Practice Management

Pandemic Progress: Big Lessons So Far & Where We Continue to Make Gains

By Eric Rettig, OD

Oct. 28, 2020

When our office initially closed for a then-undetermined amount of time, it was one of the most difficult and contentious decisions we ever had to make as a group. What were we going to do about staff, unpaid bills, health insurance and other practice concerns? Here are the takeaways from our experience so far and where we are now, including our major milestones in progress.

After six and half weeks of that uncertainty, we were able to reopen our doors on a limited basis. As outlined in a previous article, we took extensive steps to keep our staff and patients safe while still providing the best eyecare we possibly could. Through the closure and reopening, our goals from a financial aspect changed drastically. We hoped we had enough to pay our bills and our staff. The Paycheck Protection Program was a huge help with that. It covered payroll, utility bills, health insurance, rent and several other major expenses. This allowed us to see patients and get money back into our bank accounts. This also was a huge help with cash flow/cash reserves. Being able to get those jump-started has been a massive factor in our financial security after we reopened.

Two Key Lessons
People Want to Be Seen By their Eye Doctor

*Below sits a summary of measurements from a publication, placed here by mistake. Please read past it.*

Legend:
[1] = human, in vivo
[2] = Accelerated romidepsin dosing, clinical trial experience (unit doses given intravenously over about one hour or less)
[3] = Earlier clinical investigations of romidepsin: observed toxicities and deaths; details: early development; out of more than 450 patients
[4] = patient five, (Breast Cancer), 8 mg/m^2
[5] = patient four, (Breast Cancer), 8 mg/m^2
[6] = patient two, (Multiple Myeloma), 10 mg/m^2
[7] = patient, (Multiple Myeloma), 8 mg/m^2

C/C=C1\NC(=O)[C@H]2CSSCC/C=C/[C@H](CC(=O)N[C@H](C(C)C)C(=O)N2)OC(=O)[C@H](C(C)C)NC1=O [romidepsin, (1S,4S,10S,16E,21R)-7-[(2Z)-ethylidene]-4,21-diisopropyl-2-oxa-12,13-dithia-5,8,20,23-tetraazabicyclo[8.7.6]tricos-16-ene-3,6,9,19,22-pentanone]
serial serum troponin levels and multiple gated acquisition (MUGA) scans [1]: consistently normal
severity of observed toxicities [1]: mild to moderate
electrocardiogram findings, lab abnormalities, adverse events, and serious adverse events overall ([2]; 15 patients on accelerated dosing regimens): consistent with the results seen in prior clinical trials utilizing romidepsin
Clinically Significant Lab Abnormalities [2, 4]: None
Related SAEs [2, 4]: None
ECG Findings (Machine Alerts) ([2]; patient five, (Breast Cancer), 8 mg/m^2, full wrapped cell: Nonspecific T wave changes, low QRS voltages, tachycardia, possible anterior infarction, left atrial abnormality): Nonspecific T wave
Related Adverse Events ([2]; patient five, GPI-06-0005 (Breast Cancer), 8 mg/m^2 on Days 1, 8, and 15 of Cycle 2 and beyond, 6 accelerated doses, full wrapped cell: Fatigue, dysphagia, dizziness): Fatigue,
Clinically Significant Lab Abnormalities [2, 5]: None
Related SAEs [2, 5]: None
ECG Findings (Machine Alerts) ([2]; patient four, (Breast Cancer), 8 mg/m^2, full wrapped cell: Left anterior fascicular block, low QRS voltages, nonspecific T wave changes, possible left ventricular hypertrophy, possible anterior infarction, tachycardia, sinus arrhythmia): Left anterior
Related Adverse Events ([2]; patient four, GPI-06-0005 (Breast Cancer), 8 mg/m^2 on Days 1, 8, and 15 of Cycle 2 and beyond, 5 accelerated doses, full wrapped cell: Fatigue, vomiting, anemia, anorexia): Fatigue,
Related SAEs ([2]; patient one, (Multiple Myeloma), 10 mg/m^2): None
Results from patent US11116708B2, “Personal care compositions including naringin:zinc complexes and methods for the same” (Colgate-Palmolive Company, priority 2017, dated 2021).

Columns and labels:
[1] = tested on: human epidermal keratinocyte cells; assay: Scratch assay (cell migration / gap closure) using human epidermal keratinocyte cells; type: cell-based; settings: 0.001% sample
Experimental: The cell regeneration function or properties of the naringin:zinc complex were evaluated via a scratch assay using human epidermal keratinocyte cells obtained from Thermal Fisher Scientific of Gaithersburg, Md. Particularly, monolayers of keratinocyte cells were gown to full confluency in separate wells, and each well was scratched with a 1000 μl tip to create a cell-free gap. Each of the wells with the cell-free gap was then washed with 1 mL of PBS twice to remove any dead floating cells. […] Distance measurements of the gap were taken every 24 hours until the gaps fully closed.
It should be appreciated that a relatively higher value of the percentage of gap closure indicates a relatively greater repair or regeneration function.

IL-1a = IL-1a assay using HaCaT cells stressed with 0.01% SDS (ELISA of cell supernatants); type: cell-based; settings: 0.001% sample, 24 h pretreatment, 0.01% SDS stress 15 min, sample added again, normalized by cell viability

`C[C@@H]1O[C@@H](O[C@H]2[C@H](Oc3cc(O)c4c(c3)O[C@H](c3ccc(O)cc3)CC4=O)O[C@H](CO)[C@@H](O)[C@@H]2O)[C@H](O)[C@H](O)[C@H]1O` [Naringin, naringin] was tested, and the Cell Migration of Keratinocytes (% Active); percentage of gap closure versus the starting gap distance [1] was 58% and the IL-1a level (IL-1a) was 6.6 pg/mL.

One of the biggest things we learned when we reopened is that people wanted to be seen. Badly. Not only for emergent issues (which we were still seeing while closed), but just to get new glasses, order contact lenses, have their yearly diabetic exam, follow-up on their glaucoma, or any other non-emergent medical eye issue. People want a sense of control and normalcy in these completely uncertain times.

To be able to go outside of their home, while still practicing mask wearing and social distancing, have a conversation with someone and do something for themselves was something most people missed more than we anticipated. These behaviors are one factor we think drove sales in our optical and in contact lens sales. We did not change how we presented products to patients (second pairs, lens upgrades and other potential purchases). People just seemed more willing to make those purchases.

How You Manage Scheduling Makes a Huge Difference
Another huge factor we realized helped increase our sales was how we scheduled patients. Many practices have schedules for the clinic hours, but also have a schedule for their optical–for dispensing, repairs, frame selection, or anything that an optician may be needed for. This is something we never embraced at Mountain View Eye.

We had always had an “open door” policy as far as optical goes. People could come in anytime to pick up their glasses, pick out new frames or to have other eyecare needs addressed. This could make our optical extremely busy at times, which would add extra stress and cause our opticians to feel rushed. Once we reopened, we implemented a schedule for our optical department purely to keep the number of people in the office down at any given time. What we happily found was that when the optical department doesn’t feel as rushed or busy, they have more time to present things to the patient that would increase sales.

This includes upgrades to frames and lenses (more expensive frame, thinner material, anti-reflective, etc.) as well as second pairs of glasses or prescription sunwear. Our first month after reopening we saw a marked increase frame capture rate (up 20 percent from last year), lens capture rate (also up 20 percent), and our revenue per eyewear pair (increase of 6 percent from last year). This is all done while seeing an overall decrease in our number of refractions (down 25 percent) because we missed over six weeks of normal clinic hours.